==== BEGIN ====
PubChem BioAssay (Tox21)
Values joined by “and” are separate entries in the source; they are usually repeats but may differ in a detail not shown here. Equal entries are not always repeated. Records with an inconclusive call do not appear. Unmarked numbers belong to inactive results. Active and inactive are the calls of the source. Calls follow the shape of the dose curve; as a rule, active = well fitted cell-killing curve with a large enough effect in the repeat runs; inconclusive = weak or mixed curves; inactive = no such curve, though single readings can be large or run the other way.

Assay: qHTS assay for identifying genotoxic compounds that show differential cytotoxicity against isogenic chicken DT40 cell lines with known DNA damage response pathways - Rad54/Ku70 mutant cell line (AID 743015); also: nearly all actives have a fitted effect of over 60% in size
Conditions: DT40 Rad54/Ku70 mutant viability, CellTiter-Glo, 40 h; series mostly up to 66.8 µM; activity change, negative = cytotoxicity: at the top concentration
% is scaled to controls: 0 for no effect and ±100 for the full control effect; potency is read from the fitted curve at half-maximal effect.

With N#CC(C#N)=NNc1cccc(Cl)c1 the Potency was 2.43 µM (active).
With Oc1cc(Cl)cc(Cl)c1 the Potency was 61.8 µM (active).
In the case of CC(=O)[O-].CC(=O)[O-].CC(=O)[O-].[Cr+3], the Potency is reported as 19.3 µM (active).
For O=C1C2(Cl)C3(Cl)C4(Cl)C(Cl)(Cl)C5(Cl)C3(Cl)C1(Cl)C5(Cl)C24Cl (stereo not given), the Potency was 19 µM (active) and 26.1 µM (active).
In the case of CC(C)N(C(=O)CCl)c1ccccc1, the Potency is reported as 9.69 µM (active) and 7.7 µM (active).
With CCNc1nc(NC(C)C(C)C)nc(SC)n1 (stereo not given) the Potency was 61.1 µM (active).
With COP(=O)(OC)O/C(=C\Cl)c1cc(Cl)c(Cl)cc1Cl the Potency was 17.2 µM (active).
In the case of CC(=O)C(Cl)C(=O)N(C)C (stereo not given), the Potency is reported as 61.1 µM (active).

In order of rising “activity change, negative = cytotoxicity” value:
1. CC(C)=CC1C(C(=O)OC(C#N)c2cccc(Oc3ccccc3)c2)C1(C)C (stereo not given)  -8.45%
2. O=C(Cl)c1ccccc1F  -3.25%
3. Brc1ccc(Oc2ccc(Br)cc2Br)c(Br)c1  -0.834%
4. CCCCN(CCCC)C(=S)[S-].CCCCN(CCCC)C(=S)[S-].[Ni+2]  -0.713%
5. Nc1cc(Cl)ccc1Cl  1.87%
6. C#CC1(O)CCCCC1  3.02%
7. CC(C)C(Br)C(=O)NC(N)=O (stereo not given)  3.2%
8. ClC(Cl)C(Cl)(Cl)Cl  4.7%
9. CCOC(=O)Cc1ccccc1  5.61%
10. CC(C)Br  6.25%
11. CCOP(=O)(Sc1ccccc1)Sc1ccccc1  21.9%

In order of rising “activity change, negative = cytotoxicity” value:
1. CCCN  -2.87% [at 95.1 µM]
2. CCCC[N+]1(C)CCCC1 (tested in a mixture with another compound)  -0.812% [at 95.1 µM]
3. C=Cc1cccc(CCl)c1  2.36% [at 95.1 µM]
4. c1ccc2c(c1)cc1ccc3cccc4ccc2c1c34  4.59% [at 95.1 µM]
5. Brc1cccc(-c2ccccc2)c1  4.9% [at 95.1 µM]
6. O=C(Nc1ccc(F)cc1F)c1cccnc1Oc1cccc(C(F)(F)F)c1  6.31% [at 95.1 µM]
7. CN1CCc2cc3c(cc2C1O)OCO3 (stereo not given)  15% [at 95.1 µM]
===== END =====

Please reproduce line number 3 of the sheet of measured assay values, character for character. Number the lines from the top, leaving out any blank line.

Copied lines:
Assay: qHTS assay for identifying genotoxic compounds that show differential cytotoxicity against isogenic chicken DT40 cell lines with known DNA damage response pathways - Rad54/Ku70 mutant cell line (AID 743015); also: nearly all actives have a fitted effect of over 60% in size